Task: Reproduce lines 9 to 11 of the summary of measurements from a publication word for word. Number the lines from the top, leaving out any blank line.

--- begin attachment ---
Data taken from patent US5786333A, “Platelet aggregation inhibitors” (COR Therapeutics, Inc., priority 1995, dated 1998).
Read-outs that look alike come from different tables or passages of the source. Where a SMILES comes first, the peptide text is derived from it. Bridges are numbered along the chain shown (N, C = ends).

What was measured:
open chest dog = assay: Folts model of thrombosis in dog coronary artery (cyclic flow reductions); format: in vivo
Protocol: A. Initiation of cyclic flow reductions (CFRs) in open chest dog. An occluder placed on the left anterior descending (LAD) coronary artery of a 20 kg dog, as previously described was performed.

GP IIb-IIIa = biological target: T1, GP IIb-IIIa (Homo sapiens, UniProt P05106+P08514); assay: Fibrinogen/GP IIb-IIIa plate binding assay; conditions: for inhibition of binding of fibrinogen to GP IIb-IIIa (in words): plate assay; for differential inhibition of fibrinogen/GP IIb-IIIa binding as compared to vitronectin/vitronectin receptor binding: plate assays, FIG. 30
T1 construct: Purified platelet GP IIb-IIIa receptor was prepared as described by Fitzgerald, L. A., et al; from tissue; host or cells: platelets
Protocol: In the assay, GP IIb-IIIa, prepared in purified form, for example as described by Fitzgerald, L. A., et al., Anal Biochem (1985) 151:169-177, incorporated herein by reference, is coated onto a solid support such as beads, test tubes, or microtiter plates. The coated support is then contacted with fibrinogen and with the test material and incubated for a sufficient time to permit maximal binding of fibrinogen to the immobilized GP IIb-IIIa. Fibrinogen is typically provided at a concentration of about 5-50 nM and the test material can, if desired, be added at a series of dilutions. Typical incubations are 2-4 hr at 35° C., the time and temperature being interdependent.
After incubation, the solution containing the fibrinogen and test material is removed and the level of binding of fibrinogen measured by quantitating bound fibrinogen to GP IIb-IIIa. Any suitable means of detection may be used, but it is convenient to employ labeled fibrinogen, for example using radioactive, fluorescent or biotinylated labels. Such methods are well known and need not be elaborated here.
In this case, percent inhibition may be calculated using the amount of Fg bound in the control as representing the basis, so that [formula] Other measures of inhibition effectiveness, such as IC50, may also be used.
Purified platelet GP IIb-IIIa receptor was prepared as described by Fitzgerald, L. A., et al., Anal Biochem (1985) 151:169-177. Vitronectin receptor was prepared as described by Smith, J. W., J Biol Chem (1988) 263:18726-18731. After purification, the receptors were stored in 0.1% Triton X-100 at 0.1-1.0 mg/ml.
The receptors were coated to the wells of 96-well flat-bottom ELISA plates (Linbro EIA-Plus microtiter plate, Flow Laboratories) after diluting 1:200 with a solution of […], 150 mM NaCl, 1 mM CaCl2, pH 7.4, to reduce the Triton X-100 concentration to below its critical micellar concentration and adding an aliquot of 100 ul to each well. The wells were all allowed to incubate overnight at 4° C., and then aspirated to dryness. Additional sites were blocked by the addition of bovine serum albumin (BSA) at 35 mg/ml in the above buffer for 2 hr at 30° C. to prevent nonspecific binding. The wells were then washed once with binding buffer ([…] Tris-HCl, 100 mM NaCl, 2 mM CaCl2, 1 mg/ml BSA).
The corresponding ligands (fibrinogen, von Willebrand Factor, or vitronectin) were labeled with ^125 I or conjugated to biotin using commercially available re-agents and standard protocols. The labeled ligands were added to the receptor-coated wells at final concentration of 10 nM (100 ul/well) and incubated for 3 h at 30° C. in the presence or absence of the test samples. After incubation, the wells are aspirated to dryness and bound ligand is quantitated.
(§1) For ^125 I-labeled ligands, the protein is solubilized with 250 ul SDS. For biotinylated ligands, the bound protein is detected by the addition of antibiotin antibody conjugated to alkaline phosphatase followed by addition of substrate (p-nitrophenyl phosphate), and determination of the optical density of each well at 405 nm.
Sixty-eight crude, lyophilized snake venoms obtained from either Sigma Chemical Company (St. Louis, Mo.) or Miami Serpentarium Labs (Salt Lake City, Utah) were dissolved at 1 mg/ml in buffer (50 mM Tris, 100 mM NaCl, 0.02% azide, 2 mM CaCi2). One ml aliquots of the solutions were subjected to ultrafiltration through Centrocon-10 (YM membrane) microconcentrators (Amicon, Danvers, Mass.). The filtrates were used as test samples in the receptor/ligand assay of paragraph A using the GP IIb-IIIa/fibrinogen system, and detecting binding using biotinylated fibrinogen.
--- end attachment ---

After incubation, the solution containing the fibrinogen and test material is removed and the level of binding of fibrinogen measured by quantitating bound fibrinogen to GP IIb-IIIa. Any suitable means of detection may be used, but it is convenient to employ labeled fibrinogen, for example using radioactive, fluorescent or biotinylated labels. Such methods are well known and need not be elaborated here.
In this case, percent inhibition may be calculated using the amount of Fg bound in the control as representing the basis, so that [formula] Other measures of inhibition effectiveness, such as IC50, may also be used.
Purified platelet GP IIb-IIIa receptor was prepared as described by Fitzgerald, L. A., et al., Anal Biochem (1985) 151:169-177. Vitronectin receptor was prepared as described by Smith, J. W., J Biol Chem (1988) 263:18726-18731. After purification, the receptors were stored in 0.1% Triton X-100 at 0.1-1.0 mg/ml.